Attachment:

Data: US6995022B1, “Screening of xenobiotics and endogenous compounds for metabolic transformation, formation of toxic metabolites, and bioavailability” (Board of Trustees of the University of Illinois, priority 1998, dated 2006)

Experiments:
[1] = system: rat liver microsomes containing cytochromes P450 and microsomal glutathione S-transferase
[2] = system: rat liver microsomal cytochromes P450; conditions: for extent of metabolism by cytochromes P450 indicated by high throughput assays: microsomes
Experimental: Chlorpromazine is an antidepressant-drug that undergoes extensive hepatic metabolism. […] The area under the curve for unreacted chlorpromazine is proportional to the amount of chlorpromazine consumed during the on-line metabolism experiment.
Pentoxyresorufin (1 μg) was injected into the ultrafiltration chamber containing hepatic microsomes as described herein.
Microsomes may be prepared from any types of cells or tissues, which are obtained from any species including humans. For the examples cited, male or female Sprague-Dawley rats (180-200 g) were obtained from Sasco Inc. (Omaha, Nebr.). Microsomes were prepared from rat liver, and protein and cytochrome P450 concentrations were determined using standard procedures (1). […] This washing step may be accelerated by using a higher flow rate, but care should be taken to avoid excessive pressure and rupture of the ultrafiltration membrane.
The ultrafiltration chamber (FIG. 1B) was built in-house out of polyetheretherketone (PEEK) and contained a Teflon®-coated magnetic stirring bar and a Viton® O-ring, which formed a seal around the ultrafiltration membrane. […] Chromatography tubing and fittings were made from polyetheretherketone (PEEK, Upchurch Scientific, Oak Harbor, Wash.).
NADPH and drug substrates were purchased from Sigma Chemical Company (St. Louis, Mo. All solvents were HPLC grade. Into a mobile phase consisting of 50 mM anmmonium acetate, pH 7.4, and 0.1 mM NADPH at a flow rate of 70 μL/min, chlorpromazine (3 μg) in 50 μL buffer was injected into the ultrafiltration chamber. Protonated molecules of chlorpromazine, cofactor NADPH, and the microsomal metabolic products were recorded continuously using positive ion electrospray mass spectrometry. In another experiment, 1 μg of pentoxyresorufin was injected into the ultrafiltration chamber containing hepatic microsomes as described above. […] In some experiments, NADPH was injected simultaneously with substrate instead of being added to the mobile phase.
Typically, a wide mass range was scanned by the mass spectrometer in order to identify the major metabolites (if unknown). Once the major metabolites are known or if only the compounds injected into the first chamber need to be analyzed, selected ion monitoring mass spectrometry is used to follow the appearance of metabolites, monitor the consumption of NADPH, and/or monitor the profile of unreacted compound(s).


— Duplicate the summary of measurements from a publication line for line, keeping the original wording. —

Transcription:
Data: US6995022B1, “Screening of xenobiotics and endogenous compounds for metabolic transformation, formation of toxic metabolites, and bioavailability” (Board of Trustees of the University of Illinois, priority 1998, dated 2006)

Experiments:
[1] = system: rat liver microsomes containing cytochromes P450 and microsomal glutathione S-transferase
[2] = system: rat liver microsomal cytochromes P450; conditions: for extent of metabolism by cytochromes P450 indicated by high throughput assays: microsomes
Experimental: Chlorpromazine is an antidepressant-drug that undergoes extensive hepatic metabolism. […] The area under the curve for unreacted chlorpromazine is proportional to the amount of chlorpromazine consumed during the on-line metabolism experiment.
Pentoxyresorufin (1 μg) was injected into the ultrafiltration chamber containing hepatic microsomes as described herein.
Microsomes may be prepared from any types of cells or tissues, which are obtained from any species including humans. For the examples cited, male or female Sprague-Dawley rats (180-200 g) were obtained from Sasco Inc. (Omaha, Nebr.). Microsomes were prepared from rat liver, and protein and cytochrome P450 concentrations were determined using standard procedures (1). […] This washing step may be accelerated by using a higher flow rate, but care should be taken to avoid excessive pressure and rupture of the ultrafiltration membrane.
The ultrafiltration chamber (FIG. 1B) was built in-house out of polyetheretherketone (PEEK) and contained a Teflon®-coated magnetic stirring bar and a Viton® O-ring, which formed a seal around the ultrafiltration membrane. […] Chromatography tubing and fittings were made from polyetheretherketone (PEEK, Upchurch Scientific, Oak Harbor, Wash.).
NADPH and drug substrates were purchased from Sigma Chemical Company (St. Louis, Mo. All solvents were HPLC grade. Into a mobile phase consisting of 50 mM anmmonium acetate, pH 7.4, and 0.1 mM NADPH at a flow rate of 70 μL/min, chlorpromazine (3 μg) in 50 μL buffer was injected into the ultrafiltration chamber. Protonated molecules of chlorpromazine, cofactor NADPH, and the microsomal metabolic products were recorded continuously using positive ion electrospray mass spectrometry. In another experiment, 1 μg of pentoxyresorufin was injected into the ultrafiltration chamber containing hepatic microsomes as described above. […] In some experiments, NADPH was injected simultaneously with substrate instead of being added to the mobile phase.
Typically, a wide mass range was scanned by the mass spectrometer in order to identify the major metabolites (if unknown). Once the major metabolites are known or if only the compounds injected into the first chamber need to be analyzed, selected ion monitoring mass spectrometry is used to follow the appearance of metabolites, monitor the consumption of NADPH, and/or monitor the profile of unreacted compound(s).